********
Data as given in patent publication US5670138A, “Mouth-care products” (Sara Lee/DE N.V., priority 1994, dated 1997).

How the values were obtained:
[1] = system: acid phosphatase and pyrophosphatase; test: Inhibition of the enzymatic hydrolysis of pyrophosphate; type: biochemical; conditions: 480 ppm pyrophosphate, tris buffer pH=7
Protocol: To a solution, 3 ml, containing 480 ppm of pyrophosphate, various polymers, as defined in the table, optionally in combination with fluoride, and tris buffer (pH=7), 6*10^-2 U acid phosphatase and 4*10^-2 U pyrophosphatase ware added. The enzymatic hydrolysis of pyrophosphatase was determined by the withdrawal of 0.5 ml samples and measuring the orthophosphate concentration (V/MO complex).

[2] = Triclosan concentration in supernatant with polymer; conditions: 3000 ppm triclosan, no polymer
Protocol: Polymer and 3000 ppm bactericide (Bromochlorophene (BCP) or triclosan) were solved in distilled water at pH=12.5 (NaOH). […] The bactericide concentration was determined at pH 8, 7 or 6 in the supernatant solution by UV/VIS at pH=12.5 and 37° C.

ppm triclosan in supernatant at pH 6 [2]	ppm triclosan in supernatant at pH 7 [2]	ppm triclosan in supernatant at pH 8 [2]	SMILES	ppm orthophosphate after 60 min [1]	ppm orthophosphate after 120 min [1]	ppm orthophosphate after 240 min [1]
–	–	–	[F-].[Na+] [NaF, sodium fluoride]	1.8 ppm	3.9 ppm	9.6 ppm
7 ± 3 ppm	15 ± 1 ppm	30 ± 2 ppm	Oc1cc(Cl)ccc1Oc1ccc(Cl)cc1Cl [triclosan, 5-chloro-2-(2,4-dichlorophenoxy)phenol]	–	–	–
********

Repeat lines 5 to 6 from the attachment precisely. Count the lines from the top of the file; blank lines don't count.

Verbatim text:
[2] = Triclosan concentration in supernatant with polymer; conditions: 3000 ppm triclosan, no polymer
Protocol: Polymer and 3000 ppm bactericide (Bromochlorophene (BCP) or triclosan) were solved in distilled water at pH=12.5 (NaOH). […] The bactericide concentration was determined at pH 8, 7 or 6 in the supernatant solution by UV/VIS at pH=12.5 and 37° C.